You'd thinking flying in a plane would be more dangerous than driving a car. In reality it's much safer, partly because the aviation industry is heavily regulated. Airlines must stick to strict standards for safety, testing, training, policies and procedures, auditing and oversight. And when things do go wrong, we investigate and attempt to rectify the issue to improve safety in the future. Other industries where things can go very badly wrong, such as pharmaceuticals and medical devices, are also heavily regulated.
Several countries are currently investigating issues of neglect, poor quality care and abuse in the aged care sector. In most cases it is the State who license and monitor aged care providers, which frequently introduces a serious conflict of interest because the State also operate many of the facilities where our most vulnerable peoples are cared for. Where issues are raised with the standard of care being provided, the State are seen by many as a deep-pockets defendant and become the target of high-value lawsuits. This paper draws on cases and circumstances from one jurisdiction based on the English legal tradition, Australia, and proposes a Bayesian solution capable of determining probability for success for citizen plaintiffs who bring negligence claims against a public authority defendant. Use of a Bayesian network trained on case audit data shows that even when the plaintiff case meets all requirements for a successful negligence litigation, success is not often assured. Only in around one-fifth of these cases does the plaintiff succeed against a public authority as defendant.
The federal government on Monday announced it will invest AU$7.5 million for research into the use of artificial intelligence (AI) in healthcare. "Artificial intelligence will be critical in transforming the future of healthcare through improved preventive, diagnostic, and treatment approaches," a statement from acting Minister for Health Anne Ruston said. The new funding will be dispensed via grants to researchers through the Medical Research Future Fund. The government hopes the cash will be used to fully understand the potential benefits of AI in healthcare. "AI for better health, aged care, and disability services was recently identified as one of the top three areas where Australia is well positioned to transform existing industries and build new ones, including opportunities to export solutions worldwide," Ruston's statement continued.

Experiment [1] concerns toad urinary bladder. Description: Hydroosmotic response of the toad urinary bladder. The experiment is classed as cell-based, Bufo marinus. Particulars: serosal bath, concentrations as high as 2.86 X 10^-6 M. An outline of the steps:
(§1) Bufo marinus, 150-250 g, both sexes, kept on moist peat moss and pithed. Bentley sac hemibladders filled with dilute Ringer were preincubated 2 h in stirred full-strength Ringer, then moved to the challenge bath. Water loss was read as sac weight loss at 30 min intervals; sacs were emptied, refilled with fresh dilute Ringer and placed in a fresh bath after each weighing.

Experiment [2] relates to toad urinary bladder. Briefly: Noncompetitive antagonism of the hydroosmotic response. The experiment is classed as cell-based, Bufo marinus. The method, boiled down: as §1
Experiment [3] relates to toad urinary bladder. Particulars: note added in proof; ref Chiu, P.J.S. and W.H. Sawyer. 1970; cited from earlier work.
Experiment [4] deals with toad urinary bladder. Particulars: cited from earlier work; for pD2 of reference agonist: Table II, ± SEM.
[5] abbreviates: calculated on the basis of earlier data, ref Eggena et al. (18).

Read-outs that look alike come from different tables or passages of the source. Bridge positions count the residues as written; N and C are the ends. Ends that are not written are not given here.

New South Wales in Australia has rolled out high-definition cameras to catch people using their cellphones while driving, according to media reports. The technology is intended to target illegal use of cellphones through fixed and mobile trailer-mounted cameras, New South Wales Minister for Roads Andrew Constance was quoted as saying by the CNN. The cameras use artificial intelligence to scan images and zero in on the offenders. The identified images will be verified by authorised personnel, and the images will be securely stored and managed, authorities said. As many as 45 portable cameras will be set up across the Australian state at unknown locations and without warning signs in the next three years, CNN affiliate Sky News Australia reported.
Phone use while driving remains a problem in many parts of the world, in no small part due to the difficulty of enforcing laws. How do you catch someone in the act? Australian police might not have that problem. The New South Wales government has started using the first cameras that can automatically detect when drivers are using their phones. The system uses AI to review photos for telltale signs of phone use, with human reviewing the flagged images to prevent any false positives.